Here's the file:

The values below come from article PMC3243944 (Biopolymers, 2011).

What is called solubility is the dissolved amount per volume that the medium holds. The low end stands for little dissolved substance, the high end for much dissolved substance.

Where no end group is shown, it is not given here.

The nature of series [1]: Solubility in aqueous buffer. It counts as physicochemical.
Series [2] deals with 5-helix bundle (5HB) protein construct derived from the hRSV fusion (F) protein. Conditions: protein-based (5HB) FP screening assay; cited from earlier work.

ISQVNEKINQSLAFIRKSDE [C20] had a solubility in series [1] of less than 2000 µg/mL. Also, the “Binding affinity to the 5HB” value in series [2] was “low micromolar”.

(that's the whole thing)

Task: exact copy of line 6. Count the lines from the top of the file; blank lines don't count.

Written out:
ISQVNEKINQSLAFIRKSDE [C20] had a solubility in series [1] of less than 2000 µg/mL. Also, the “Binding affinity to the 5HB” value in series [2] was “low micromolar”.